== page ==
The program, launched in 2015, helps St. Louis entrepreneurs through the application process of Small Business Innovation Research (SBIR) and Small Business Technology Transfer (STTR) grants. It has helped local startups snag millions in coveted, federal non-dilutive grants.
That funding could become even more desired amid the Covid-19 pandemic, as venture capital firms in St. Louis and nationwide shift their focus to protecting existing investments over making new ones. If those VC funds stay on the sidelines, federal agencies such as the National Institutes of Health, which doles out millions in SBIR and STTR grants per year, will likely be viewed by more startups as reliable — and far more attractive — sources of capital.
“At least half a dozen companies that we’ve been trying to persuade that they should go after grants are suddenly much more avidly interested,” said Harry Arader, director of the Grants to Business program.
BioGenerator, the investment arm of local bioscience booster BioSTL, is hesitant to say federal grants are a recession-proof funding strategy. But it notes their importance could heighten in a downturn.
“We put this in place not anticipating that turn in the market, but just to try to get better and better at what we do. But the timing is certainly great to have this in place now that the market may be turning,” said BioGenerator Senior Vice President Charlie Bolten.
BioGenerator’s Grants to Business program came together after it noticed that several portfolio startups were successfully leveraging federal funding. But even with those firms’ success, BioGenerator noticed a problem: It wasn’t able to scale and replicate that success across its entire portfolio.
“Our companies were just striking out,” said Bolten. “We had a very hard time. It was a mysterious thing. We didn’t understand the grants universe.”
In 2015, BioGenerator sought to change its luck, launching Grants to Business. The program aims to institutionalize an approach to winning federal grants, seeing the non-dilutive funds as an important tool to help startups advance their technology and lure follow-on capital. It includes hands-on assistance for entrepreneurs such as one-on-one mentorship, consulting and mock panels that review applications. The program also includes significant capital investment from BioGenerator.
“We will spend over $200,000 this year supporting companies with paying for things on their behalf that increase their chances of getting grants,” Bolten said.
The strategy has worked.
Since 2015, BioGenerator has helped local startups snag more than $50 million in equity-free, federal grants. The St. Louis startups have found themselves in the winner’s circle more than the average applicant. The program has seen a success rate of 52% for Phase I NIH SBIR/STTR grants, while the national average is just 19%. The win rate for phase II grants is 66%, nearly double the 38% national average.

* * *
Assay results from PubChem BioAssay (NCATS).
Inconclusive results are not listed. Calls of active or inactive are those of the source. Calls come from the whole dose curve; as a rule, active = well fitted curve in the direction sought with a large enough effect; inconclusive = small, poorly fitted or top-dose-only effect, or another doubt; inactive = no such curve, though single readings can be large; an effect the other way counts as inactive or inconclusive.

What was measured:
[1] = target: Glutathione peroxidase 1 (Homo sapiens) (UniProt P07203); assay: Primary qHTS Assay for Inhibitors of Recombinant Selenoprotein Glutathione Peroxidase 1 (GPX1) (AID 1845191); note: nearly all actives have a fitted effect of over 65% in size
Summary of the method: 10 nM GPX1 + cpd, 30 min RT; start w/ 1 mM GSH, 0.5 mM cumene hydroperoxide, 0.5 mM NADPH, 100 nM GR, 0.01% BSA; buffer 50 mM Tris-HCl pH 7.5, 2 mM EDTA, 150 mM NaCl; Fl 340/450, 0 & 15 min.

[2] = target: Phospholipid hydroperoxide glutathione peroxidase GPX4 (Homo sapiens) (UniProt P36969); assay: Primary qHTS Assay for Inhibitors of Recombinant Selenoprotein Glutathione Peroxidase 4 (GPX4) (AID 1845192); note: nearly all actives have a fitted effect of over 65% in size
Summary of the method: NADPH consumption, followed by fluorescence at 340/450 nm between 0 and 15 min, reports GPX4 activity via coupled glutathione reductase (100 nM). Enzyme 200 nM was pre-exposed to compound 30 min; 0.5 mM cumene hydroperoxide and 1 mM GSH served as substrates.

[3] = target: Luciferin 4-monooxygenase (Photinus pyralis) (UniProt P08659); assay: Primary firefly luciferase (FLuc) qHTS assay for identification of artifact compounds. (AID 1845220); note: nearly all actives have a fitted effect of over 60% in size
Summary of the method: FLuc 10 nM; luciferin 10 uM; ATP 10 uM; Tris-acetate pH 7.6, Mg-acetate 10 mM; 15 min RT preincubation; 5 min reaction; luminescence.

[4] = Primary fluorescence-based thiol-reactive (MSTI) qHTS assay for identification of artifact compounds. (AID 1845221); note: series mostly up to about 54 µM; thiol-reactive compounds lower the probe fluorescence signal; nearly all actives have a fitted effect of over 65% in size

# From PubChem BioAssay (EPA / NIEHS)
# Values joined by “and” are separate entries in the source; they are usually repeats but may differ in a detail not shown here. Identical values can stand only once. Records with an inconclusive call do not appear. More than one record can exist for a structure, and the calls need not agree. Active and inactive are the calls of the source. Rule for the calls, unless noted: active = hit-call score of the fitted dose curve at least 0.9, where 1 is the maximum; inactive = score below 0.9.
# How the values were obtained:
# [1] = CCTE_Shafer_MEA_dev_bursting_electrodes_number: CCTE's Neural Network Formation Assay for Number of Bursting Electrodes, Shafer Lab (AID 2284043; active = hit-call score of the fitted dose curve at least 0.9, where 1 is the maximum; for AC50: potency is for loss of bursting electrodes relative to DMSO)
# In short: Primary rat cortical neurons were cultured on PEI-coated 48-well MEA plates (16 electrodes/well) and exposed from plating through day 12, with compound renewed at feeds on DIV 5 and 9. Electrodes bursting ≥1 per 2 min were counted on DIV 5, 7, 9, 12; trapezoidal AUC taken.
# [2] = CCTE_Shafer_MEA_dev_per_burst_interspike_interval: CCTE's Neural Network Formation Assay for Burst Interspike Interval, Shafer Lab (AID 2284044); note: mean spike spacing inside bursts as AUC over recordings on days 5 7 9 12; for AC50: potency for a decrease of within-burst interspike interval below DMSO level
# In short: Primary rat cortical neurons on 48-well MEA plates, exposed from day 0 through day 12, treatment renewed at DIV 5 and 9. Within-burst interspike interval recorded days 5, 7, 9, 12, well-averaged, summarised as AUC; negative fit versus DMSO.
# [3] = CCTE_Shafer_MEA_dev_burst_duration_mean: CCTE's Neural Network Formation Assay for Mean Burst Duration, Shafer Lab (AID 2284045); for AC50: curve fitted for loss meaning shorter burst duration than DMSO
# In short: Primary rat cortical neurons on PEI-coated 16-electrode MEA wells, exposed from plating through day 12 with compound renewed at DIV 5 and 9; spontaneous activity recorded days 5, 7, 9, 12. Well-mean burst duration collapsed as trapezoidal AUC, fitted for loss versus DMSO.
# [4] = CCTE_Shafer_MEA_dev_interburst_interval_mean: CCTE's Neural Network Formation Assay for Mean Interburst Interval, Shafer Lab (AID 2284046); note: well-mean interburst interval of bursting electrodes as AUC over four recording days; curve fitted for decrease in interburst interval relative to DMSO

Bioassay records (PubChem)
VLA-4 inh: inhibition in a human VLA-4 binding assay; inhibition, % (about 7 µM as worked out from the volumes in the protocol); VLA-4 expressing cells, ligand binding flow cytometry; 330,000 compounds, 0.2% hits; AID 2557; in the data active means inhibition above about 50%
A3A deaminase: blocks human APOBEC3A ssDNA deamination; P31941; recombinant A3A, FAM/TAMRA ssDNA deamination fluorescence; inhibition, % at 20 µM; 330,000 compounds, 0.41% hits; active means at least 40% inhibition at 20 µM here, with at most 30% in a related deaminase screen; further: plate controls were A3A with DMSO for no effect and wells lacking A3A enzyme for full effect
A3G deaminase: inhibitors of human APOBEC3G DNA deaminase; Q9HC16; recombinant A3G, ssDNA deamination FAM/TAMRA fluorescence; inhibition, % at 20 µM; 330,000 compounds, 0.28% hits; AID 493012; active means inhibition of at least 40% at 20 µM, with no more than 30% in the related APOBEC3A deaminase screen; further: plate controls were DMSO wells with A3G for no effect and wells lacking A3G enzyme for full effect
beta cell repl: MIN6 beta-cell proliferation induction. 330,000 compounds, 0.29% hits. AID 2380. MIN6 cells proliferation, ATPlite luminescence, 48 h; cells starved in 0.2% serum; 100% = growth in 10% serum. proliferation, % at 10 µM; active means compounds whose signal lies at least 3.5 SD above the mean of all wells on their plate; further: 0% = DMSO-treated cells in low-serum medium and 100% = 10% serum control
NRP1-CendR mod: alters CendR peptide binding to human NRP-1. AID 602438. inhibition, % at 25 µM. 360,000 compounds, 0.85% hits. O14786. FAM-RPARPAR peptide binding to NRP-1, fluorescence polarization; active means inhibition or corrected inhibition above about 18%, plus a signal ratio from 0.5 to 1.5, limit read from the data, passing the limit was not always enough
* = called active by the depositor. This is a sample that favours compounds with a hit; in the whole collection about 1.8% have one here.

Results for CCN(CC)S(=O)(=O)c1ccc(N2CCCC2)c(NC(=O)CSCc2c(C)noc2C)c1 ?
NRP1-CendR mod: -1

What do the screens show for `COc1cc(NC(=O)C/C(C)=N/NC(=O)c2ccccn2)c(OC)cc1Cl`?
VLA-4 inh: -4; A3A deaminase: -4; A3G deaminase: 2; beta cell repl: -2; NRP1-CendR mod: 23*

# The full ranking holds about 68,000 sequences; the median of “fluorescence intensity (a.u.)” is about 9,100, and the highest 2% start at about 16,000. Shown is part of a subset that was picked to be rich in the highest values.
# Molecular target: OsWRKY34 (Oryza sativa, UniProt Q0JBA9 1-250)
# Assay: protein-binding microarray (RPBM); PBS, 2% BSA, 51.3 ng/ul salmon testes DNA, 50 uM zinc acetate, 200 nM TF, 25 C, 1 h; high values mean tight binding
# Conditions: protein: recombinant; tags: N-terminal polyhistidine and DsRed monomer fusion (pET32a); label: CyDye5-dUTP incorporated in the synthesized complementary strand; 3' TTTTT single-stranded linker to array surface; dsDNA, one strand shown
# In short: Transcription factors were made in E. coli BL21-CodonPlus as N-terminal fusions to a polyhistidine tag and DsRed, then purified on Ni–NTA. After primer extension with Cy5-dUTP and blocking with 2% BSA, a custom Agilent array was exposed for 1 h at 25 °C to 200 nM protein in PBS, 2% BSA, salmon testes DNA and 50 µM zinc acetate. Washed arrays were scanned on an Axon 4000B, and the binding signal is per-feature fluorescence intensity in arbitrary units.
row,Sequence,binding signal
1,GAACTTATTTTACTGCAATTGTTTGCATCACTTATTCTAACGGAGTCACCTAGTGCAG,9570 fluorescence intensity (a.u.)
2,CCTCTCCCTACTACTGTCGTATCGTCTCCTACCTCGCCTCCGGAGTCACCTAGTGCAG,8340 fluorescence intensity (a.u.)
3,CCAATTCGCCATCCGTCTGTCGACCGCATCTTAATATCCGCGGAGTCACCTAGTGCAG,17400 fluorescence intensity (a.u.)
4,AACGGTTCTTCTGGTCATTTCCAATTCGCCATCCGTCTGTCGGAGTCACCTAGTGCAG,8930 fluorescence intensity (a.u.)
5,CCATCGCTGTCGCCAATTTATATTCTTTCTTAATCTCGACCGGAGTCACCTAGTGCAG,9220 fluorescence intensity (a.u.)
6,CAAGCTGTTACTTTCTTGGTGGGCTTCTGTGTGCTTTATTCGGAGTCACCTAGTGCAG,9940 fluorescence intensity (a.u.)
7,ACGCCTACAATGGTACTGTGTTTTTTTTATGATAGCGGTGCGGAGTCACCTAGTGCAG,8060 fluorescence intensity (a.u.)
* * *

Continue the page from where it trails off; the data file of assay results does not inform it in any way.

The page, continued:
VaxNewMo has accrued $4 million in NIH grants since it launched four years ago, funding that’s become even more important to the St. Louis biotech startup during the Covid-19 pandemic.
“We’re very fortunate and blessed because we do have these grant monies. We can continue to maintain payroll,” said CEO Christian Harding.
VaxNewMo, which is developing a portfolio of affordable vaccines, has relied almost exclusively on NIH funding since its founding. And it’s targeting even more grants.
Harding is optimistic that Covid-19 could lead to more non-dilutive funding for all types of medical ventures, not just those aimed at mitigating the pandemic.
“Cancer has been the king in terms of dollars — pure dollars,” he said. “I think it’s going to change now and I think infectious disease will take the top crown.”
Could more federal grants counter an economic slowdown in venture investment?
“I don’t want to say (it is) recession-proof, but it is not going to be encountering any headwind from this. Quite the opposite, there’s going to be a strong tailwind for anything having to do not only with Covid-19 itself, but also all the comorbidities associated with Covid-19,” said Arader. “We’ve been prudent as a community to get our act together in terms of winning these grants, because they are going to be an important hedge against the upcoming recession.”
The optimism around federal grants comes as BioGenerator targets more avenues of funding. Arader said G2B plans to put greater focus in the next several years on securing grants from the U.S. Department of Defense and U.S. Department of Health and Human Services’ Biomedical Advanced Research and Development Authority (Barda), in addition to the NIH.
“One of the silver linings of the Covid crisis is that Barda has lowered its technology readiness level standards, which has enabled many of our local labs and companies to now have technology readiness levels that are of interest to Barda,” Arader said.
DILIP VISHWANAT | SLBJ